Gynaecological cancer: Where are we now?

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Published: 21 Mar 2019
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Dr Nelleke Ottevanger - Radboud University Medical Center, Nijmegen, Netherlands

Dr Nelleke Ottevanger speaks to ecancer at the 2019 EORTC Groups Annual Meeting about the discussions that took place in the EORTC's Gynecological Cancer Group meeting.

Dr Ottevanger highlights the competition that surrounds gynaecological research currently and the difficulty to conduct investigator initiative trials.

She also mentions the development of a novel progesterone inhibitor for endometrial cancer and low-grade ovarian cancer.

For the future, Dr Ottevanger and her group would like to focus on the maintenance treatment of hormone receptor-positive endometrial and ovarian cancer, in combination with a CDK4/6 inhibitor. In addition to this, the group would also like to develop a PIK3-CA inhibitor for these types of cancer.
 

We discussed the trials that are ongoing and we discussed two new proposals with new drugs for endometrial and ovarian cancer. The problem in gynaecological cancer is that we have now many country-oriented groups and the field is very competitive which means that all the big pharma companies want to do their industry trials and there’s not too much room for investigator initiated trials. So we are now looking for small companies who are not in the big pharma world who want to cooperate with us and we now have one company, that is Context Therapeutics, and they would like to develop with us a new programme for their progesterone inhibitor in endometrial cancer and low grade serous ovarian cancer.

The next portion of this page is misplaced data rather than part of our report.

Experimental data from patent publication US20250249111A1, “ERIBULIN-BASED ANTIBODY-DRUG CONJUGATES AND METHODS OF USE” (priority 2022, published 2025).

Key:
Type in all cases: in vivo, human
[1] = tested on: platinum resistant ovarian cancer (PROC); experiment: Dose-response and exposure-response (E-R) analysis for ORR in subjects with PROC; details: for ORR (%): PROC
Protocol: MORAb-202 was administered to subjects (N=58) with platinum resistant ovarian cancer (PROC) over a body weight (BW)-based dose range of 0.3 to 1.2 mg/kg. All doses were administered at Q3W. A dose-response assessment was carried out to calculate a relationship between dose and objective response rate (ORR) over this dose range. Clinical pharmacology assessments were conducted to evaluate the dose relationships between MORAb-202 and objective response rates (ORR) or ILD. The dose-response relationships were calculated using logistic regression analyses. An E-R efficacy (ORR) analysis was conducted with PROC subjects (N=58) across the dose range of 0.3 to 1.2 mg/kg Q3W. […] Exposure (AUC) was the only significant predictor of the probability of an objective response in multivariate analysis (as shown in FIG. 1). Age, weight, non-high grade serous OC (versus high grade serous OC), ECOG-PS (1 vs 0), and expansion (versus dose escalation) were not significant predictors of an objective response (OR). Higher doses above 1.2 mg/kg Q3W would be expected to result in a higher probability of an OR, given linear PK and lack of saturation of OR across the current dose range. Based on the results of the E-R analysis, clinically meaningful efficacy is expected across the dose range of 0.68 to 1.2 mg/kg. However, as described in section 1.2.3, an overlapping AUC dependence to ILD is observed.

What further developments would you like to see in the treatment of these cancers?

What we would like to do is more focus on the treatment of hormonal receptor positive endometrial and ovarian cancer in a way of maintenance treatment, for example in combination with CDK4/6 inhibitor, because we think that that would be a very important step forward if you compare it, for example, with breast cancer where it’s now registered. But for ovarian cancer and endometrial cancer it’s very difficult to get a CDK4/6 inhibitor on board, together with other hormonal treatments.

The other thing we are looking for is a PIK3CA inhibitor because we know that gynaecological cancers have a lot of disturbances and aberrations in their PIK3CA pathways. That could be another way of better targeting of the gynaecological cancers so that’s the other thing we are exploring.

What are the goals for the group over the coming few years?

The big goal is, of course, to have a large umbrella trial with a lot of drugs but the problem is that the competing field is so difficult that the large companies are, at the moment, not interested in gynaecological cancer from EORTC.